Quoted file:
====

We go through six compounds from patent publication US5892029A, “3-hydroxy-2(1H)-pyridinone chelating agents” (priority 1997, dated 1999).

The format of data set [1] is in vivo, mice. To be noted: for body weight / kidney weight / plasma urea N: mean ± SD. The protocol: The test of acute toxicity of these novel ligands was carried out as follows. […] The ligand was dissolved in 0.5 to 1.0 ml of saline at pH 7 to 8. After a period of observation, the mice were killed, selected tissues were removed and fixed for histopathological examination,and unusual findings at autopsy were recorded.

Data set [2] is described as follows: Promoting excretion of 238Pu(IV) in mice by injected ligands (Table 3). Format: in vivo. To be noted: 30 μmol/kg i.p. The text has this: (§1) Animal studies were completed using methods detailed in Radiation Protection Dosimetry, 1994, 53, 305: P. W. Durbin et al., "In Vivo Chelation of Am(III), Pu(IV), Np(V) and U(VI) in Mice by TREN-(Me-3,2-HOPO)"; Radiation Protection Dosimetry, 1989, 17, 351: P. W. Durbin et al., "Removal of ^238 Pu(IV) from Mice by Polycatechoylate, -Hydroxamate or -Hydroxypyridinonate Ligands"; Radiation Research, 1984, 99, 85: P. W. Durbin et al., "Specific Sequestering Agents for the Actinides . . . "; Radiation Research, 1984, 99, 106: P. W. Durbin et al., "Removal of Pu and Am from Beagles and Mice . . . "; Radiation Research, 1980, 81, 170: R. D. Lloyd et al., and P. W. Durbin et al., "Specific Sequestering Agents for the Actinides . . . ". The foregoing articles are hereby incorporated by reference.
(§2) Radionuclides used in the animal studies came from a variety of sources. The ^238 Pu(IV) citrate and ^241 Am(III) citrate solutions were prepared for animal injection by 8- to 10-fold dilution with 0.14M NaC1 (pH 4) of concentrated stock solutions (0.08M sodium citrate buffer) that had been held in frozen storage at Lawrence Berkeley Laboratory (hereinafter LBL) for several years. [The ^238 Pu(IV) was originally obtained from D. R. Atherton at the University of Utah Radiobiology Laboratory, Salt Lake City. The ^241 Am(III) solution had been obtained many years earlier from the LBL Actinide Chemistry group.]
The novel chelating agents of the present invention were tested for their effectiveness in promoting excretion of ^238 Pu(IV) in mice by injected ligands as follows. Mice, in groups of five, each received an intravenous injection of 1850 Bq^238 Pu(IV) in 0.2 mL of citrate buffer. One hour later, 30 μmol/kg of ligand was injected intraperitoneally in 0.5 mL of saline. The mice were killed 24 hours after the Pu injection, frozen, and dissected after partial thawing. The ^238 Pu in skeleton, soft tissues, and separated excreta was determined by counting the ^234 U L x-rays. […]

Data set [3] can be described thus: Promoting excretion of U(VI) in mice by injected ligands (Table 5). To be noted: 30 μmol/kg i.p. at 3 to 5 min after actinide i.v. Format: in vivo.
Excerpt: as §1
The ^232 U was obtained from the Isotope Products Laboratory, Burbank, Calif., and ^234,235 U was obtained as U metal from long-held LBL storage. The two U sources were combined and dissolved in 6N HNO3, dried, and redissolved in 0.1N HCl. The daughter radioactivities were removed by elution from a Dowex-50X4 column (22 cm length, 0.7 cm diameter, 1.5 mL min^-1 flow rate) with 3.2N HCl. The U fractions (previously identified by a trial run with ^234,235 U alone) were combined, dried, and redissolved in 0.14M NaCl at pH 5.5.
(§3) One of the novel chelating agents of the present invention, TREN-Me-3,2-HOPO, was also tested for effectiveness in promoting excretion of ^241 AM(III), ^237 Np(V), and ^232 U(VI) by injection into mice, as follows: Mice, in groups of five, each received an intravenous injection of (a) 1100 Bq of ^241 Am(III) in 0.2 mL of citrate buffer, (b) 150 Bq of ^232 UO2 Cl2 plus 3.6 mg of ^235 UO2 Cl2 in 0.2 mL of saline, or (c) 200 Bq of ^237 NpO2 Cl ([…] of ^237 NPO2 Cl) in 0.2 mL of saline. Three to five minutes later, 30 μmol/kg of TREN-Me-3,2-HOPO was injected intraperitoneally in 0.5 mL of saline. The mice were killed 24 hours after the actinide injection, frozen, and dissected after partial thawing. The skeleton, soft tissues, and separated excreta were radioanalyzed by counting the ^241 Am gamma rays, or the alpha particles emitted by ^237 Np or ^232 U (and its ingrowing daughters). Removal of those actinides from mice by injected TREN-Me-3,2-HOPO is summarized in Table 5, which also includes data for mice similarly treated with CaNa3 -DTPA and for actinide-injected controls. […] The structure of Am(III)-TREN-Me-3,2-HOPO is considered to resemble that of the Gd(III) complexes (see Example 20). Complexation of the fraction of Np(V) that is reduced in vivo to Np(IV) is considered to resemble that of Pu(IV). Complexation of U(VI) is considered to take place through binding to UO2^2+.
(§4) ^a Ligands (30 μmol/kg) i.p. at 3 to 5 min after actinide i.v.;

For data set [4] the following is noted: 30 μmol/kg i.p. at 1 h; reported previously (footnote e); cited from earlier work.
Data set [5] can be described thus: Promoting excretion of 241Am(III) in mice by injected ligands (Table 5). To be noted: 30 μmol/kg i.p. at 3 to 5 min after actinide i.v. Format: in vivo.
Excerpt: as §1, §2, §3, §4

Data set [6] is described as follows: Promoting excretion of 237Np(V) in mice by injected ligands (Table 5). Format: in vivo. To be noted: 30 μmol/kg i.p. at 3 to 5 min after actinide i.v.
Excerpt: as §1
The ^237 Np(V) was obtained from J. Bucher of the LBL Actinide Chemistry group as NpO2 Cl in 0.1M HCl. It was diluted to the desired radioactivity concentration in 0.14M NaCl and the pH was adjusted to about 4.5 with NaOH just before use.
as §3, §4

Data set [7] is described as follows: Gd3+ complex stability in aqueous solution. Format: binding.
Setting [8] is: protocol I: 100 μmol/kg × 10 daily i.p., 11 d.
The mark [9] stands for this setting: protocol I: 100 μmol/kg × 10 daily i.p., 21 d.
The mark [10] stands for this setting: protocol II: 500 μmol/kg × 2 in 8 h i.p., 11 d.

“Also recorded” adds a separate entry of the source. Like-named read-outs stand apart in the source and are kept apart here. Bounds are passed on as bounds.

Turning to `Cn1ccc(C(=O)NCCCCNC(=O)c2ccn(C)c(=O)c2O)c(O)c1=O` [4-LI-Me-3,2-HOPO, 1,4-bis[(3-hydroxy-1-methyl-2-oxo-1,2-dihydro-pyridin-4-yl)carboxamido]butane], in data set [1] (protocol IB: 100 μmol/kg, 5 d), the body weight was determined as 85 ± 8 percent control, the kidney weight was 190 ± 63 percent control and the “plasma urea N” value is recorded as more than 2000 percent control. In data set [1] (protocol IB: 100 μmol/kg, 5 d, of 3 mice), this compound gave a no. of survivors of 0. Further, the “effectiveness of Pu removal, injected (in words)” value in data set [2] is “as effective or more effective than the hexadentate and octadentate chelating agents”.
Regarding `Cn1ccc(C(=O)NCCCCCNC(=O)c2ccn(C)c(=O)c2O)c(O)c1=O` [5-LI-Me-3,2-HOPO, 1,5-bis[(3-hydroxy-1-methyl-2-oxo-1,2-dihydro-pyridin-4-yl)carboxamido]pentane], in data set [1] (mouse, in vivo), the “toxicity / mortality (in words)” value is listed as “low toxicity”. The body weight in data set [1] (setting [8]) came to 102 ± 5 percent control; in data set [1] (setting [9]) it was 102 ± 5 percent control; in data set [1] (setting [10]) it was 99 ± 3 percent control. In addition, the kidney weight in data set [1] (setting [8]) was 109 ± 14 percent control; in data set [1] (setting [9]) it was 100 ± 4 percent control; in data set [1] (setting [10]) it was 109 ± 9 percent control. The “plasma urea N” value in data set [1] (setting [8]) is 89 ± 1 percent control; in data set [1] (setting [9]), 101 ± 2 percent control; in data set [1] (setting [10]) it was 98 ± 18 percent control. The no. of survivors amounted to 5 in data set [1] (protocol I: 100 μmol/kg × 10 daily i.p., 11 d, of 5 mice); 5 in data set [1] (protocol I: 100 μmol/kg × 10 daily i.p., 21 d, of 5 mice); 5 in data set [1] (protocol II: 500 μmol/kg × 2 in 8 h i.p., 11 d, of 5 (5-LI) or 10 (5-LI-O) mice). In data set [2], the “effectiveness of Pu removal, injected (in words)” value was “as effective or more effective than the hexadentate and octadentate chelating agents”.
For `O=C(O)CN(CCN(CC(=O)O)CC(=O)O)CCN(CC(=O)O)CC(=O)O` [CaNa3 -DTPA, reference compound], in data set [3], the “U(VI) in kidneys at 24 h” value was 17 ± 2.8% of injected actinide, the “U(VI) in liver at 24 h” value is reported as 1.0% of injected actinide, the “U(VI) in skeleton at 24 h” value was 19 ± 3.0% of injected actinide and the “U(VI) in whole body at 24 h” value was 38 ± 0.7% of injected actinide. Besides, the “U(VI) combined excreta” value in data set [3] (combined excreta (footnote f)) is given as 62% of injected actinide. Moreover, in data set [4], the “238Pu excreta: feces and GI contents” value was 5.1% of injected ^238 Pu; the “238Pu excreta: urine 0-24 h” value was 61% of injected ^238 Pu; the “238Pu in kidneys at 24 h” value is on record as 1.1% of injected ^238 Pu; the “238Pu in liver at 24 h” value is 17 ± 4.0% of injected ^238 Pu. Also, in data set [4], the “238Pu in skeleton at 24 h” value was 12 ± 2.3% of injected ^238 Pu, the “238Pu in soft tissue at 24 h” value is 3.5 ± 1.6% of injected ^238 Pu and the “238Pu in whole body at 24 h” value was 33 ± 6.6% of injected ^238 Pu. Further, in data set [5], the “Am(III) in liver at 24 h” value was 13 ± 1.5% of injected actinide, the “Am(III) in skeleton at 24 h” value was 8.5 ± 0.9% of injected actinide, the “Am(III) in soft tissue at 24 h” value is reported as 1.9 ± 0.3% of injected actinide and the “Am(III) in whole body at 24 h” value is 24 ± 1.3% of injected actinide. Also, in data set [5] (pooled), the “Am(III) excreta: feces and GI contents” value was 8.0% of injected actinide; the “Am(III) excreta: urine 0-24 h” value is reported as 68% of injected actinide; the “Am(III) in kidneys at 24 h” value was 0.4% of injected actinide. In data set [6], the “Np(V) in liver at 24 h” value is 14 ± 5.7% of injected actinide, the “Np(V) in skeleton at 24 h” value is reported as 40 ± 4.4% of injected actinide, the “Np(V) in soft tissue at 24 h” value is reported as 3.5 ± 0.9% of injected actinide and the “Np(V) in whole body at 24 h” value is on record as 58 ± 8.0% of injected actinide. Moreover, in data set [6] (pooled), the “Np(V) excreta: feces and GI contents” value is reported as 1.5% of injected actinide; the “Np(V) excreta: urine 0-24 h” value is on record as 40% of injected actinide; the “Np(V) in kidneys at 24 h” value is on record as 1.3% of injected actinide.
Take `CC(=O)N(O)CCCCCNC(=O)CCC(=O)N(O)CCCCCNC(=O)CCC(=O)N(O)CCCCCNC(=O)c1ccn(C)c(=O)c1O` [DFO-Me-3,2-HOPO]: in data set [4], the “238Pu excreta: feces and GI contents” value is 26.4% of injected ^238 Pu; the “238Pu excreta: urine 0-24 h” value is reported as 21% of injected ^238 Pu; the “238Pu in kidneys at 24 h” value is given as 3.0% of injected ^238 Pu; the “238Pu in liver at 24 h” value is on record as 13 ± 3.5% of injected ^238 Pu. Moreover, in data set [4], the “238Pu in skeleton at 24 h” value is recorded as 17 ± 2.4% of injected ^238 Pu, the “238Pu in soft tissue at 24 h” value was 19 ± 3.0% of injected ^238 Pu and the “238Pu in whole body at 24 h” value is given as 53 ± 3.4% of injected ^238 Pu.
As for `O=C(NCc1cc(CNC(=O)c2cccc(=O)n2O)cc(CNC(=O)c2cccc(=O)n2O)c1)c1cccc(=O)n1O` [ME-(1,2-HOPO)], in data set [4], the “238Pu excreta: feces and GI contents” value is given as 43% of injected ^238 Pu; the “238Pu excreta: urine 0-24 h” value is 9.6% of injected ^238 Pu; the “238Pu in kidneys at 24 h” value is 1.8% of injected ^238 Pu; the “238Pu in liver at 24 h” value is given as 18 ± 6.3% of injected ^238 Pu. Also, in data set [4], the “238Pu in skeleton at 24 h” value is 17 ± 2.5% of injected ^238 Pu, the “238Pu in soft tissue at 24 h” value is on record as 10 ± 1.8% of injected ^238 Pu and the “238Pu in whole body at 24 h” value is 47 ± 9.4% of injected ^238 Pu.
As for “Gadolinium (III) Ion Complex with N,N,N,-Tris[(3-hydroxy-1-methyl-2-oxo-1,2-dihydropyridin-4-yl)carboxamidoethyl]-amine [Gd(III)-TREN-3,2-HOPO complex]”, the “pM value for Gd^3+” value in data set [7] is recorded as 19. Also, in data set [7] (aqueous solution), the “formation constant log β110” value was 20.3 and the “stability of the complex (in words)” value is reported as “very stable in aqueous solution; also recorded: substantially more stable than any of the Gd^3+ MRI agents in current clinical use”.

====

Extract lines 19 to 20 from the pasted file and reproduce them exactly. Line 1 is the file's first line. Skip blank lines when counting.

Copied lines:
Setting [8] is: protocol I: 100 μmol/kg × 10 daily i.p., 11 d.
The mark [9] stands for this setting: protocol I: 100 μmol/kg × 10 daily i.p., 21 d.